By Sonia Walker-Russell

With 65% of our students graduating with a D average and 20% of students leaving school totally illiterate,

Mr. Howard Betts, co-founder of the Centre for Leadership Studies at the University of Exeter, UK, wonders

if the millions of dollars being pumped into the Education System is seeing a return on such an investment.

"The social requirement to educate is being fulfilled but is the education system effective? The resounding

answer is no," he said during the Rotary Club of Freeport's recent weekly meeting.

Presently assisting young men in Nassau with illiteracy issues, Mr. Betts told Rotarians that in our society

there are too many 'failing boys', but it is not the educational system that needs to change.


One in five of students graduate totally illiterate and of that ratio, most are boys, he said, as girls tend to

succeed in school. "Many of you here are businessmen ... are you going to employ these young men who do

not possess the basic skills required? For what can they do to contribute to the modern world?"

One reason for so many failing boys, he said, is the lack of leadership because of high amounts of

fatherlessness (meaning no constant father at home or present) and the lack of positive male role models


"What is one of the great roles of leadership? A father - acting as a role model, example and spending time

with children. In the UK there is one of the highest fatherless rates in the world and among afro-Americans in

the U.S., the fatherless capital of the world, the fatherless rate is 70%. In The Bahamas it has been said that

approximately 60% of children are fatherless."

He mentioned that international statistics have also revealed that the amount of quality, one on one time a

father spends with his son is 30 minutes in a week. Meanwhile these young males spend 44 hours watching

TV and playing video games.

"The majority of what boys need from a role model they cannot get as so many come from fatherless

households and even in the school environment most of the teachers and about 50% of the class are females.

What, then, can one do about this? We need to think about what can be done," said Mr. Betts.

Bearing these things in mind he and his team went into schools and took boys out of the classroom, (in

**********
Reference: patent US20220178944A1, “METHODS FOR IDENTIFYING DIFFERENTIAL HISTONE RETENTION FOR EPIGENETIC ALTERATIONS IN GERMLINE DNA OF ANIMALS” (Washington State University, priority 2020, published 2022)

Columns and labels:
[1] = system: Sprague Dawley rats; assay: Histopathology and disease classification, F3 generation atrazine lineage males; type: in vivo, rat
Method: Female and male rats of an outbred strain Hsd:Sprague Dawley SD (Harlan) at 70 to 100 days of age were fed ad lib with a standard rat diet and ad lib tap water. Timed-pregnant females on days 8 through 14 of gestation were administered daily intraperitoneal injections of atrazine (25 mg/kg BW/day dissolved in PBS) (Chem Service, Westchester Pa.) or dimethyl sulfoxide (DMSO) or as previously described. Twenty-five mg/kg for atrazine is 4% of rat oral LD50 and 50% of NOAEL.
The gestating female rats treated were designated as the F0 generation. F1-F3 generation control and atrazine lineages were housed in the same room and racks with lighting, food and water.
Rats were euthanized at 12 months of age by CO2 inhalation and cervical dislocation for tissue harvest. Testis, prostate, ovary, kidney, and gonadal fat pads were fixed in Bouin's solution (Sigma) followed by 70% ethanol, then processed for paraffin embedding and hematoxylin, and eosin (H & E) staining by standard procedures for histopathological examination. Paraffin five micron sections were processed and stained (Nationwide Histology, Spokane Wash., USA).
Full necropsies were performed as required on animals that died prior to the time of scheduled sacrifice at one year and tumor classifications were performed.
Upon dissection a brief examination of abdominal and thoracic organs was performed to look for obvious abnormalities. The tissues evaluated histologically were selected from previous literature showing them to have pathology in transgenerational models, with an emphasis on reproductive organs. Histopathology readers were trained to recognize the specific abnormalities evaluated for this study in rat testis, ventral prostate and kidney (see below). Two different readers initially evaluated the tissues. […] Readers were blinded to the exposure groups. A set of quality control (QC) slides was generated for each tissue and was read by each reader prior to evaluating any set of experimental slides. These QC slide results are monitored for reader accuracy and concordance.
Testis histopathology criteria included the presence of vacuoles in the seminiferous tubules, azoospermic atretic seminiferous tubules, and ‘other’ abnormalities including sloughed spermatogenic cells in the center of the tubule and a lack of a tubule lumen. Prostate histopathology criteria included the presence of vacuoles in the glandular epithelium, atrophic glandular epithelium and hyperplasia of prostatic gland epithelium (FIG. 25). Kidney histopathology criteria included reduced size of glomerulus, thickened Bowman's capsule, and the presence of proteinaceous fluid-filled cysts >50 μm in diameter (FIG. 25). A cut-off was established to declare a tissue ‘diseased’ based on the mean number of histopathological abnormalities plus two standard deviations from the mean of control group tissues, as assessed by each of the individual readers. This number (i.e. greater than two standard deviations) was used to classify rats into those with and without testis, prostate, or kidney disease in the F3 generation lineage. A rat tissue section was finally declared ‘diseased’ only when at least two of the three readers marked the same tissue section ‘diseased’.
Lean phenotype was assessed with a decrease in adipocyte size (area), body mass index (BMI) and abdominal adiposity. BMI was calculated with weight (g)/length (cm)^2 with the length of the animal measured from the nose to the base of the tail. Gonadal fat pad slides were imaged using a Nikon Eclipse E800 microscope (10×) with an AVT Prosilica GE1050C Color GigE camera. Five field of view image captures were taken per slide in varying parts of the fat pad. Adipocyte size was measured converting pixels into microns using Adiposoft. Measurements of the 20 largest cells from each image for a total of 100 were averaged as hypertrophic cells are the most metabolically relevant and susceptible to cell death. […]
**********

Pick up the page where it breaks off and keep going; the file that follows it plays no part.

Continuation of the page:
agreement with the school), who couldn't read, write or communicate properly. "For until they could read and

write, trying to teach them any other subject was a waste of time. It has (even) been suggested in other

countries that some schools have no other program than that since you can't even learn numeracy unless you

can read and write."

These young men were put through a six week program which included literacy programs and sports


"We allowed the boys to create games and their own rules because to do this you must know how to read. So

it created a desire to learn to read. However you don't need teachers or to change the education system to do

any of this."

Students who were a part of the program, who were found to be reading two years lower than their reading

age, increased their reading ability by six months.

Mr. Betts said that he and his team also went out and found young men of similar backgrounds who could

read and write and were doing other interesting things to give the boys role models.

"If you look at athletes and sportsman they possess two or three key attitudes that are very important for

young people - self discipline, self-confidence and self-resilience. Boys need self-resilience because they do

not like to fail. When they are in an environment of failure they goof off, rebel and blame others.

Mr. Betts advises that this kind of work with young boys, begin before the age of seven by which time

psychologists have said the predominant learning patterns have been formed.

"If you start whipping out books of literacy with 12 and 13 year old boys you're wasting your time. In terms

of mentoring, it can work, but the older you get them you experience a fair amount of abuse," he said.

"I am trying to bring my knowledge to wake The Bahamas to the fact that if we do not start to do something

now with the level of problems with boys, you will face longer term problems that could be quite catastrophic,

especially if the Government puts in a welfare system." This could lead to a lot of problems as in the UK, it

has been recorded where three generations of a family were all on welfare, and though they are happy to live

off of this money their main income comes from illicit means.

Young women, without help from 'baby daddy', end up on welfare, he noted, and young failing men end up

obtaining their income by unsavory means. Both cost the tax payer countless amounts of money. "To keep a

person in prison," he mentioned as an example, "costs the country $60,000 a year. Unfortunately these costs

never go down.

"We must do something

now, no matter the cultural